Posted by: pendrops | May 10, 2007

jump ropes and golf clubs

golfing.jpg

I don’t try new things. Nothing against new things, it’s just that my plate is plenty full with all the old things, the things I like, my faves. Things like reading, writing, rollerblading, watching hockey, cooking, crafting brilliant Pendrops articles, and eating chocolate.

Deep down though, I think there’s something else that stops me. Something to do with risk and fear of failure. As a gutsy little girl, you could often find me on top of cars, up in trees, or snooping around the more dangerous parts of our safe neighborhoods; you could find me trying new things, risky things, bound-to-fail things left and right.

Like the time I hooked a Care Bears jump rope around a nail hammered into the top of my bedroom door frame. I must have been eight or nine and had decided to scale the wall. And I did…for about five seconds. Then, when I was four or five feet off the ground, the nail bent and I hit the floor, knocking the wind out of my lungs.

As I heaved for air, my mom rushed around the corner and asked, “What are you doing?”

I just smiled, slowly regaining my breath. I had climbed the wall; that was all that mattered.

I don’t do things like that anymore, and for good reason. But in all my self-preservation, rationality and avoidance of stupid human tricks like climbing bedroom walls with a jump rope, I have failed to let in other new things, reasonably risky things. Things like golf.

I’ve never been interested in golf, never seen what’s so enticing about hitting a little white ball and watching it drop on the ground, never even picked up anything other than a putter for goofy golf. But after much urging from Jason, I decided to go with him and a friend to the driving range.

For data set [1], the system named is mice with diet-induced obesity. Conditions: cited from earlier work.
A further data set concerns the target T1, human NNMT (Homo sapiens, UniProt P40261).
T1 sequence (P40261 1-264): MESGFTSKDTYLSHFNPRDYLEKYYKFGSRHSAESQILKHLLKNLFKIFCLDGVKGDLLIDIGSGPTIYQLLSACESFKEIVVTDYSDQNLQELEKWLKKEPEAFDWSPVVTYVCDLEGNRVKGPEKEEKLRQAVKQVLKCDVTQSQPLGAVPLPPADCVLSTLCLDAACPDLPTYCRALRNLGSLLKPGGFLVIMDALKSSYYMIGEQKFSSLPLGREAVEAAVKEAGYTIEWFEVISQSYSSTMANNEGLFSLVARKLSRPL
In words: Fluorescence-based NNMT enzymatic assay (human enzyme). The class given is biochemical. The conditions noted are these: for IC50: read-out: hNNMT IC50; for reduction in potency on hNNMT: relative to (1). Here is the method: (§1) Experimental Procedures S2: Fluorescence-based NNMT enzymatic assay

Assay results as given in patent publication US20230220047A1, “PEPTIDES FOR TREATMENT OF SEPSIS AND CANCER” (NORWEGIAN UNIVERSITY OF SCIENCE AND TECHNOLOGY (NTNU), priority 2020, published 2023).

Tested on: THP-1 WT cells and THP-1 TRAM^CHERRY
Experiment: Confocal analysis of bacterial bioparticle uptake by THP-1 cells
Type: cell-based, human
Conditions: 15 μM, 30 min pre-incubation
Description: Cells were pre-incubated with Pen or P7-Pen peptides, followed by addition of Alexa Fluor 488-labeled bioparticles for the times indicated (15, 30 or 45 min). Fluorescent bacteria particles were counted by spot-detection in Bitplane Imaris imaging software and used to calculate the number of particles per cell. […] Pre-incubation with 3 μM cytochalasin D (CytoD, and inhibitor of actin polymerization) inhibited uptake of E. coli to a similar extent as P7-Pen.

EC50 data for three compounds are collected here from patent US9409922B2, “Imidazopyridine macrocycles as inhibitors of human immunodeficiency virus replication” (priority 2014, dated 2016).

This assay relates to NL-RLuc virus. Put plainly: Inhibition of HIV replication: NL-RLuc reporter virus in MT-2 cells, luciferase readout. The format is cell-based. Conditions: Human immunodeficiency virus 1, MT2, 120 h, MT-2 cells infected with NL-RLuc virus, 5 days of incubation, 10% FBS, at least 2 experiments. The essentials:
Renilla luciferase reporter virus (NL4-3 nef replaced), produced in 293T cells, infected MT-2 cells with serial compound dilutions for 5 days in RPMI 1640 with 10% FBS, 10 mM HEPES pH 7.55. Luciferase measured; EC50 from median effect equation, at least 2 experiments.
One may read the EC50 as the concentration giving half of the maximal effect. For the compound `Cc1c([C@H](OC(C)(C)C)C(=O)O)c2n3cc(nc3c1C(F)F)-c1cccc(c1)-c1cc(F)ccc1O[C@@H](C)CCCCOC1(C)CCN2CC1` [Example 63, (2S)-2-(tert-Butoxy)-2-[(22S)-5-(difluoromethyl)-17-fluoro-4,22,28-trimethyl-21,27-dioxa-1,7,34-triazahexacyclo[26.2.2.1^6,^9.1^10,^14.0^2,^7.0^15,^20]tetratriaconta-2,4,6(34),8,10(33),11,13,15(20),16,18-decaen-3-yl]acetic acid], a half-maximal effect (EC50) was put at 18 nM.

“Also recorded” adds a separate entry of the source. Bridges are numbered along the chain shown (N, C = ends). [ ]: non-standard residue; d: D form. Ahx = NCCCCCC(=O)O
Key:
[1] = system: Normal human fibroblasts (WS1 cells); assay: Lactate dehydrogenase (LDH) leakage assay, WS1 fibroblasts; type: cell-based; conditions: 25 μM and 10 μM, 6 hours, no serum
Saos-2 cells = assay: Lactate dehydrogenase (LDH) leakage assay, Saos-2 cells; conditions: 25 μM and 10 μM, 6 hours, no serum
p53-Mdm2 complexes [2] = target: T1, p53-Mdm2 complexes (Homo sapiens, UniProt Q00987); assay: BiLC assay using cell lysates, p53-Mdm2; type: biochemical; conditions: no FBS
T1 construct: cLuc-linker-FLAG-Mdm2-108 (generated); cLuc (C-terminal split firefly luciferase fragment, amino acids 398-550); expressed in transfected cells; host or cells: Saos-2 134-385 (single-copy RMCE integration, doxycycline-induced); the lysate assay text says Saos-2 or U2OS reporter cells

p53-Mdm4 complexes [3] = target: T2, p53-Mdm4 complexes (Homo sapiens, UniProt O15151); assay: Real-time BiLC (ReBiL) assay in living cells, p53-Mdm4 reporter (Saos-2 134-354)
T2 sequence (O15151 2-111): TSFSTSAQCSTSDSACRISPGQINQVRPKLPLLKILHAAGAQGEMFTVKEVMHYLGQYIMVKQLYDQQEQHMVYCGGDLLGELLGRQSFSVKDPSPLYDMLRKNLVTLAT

Straighten your left arm. Bend your knees. Think of the club as an extension of your arm. Don’t keep your elbows so close to your body. Loosen up. Bring your left wrist around the top of the club just a pinch. There you go! You look great!

I absorbed tips, critiques, encouragements and debatable theories for nearly 20 minutes, all the while swinging my club at a spot on the grass. Then our friend put a tee down in front of me and said, “Pretend that’s the ball.”

I ran through the checklist of everything I’d learned, bending my knees, straightening my left arm, loosening my shoulders. Then I swung. The tee popped straight up and landed back in the ground, sticking in the grass almost exactly where it had been before I hit it.

“If there had been a ball on that, you would have hit it dead center,” our friend said, picking up a ball to set in front of me. “Now, do that again.”

“And don’t take your eyes off that spot,” Jason said, reminding me of the most important rule of golf. “Even after you’ve hit the ball, don’t take your eyes off that spot in the grass.”

I nodded, took a deep breath, pulled the pitching wedge back and swung it again.

There was silence for a slow-motion moment while I stood frozen, staring at the grass. When I finally looked up, I found the grass-stained ball arched high, hanging in the air before bouncing down between the 50- and 100-foot markers.

I hit several more balls that bounced flatly in front of me and experienced the empty whoosh of complete whiffs. I’m even proud to say that today, my second day out on the range, I gained a painful blister on my right thumb, a sign that I was trying to control the club with the wrong hand.

But I think I’m onto something here, this new risky thing. Because there’s a deep satisfaction that can only be found when I dare to do something out of my comfort zone, something with failure in tact, something like hitting a little white ball and watching it soar.

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Responses

  1. Yeah yeah yeah, nice article. I’m just mad that you are already better than I was after I had been swinging a club for about a year.

    (just kidding… you did great and I’m cheering you on!)


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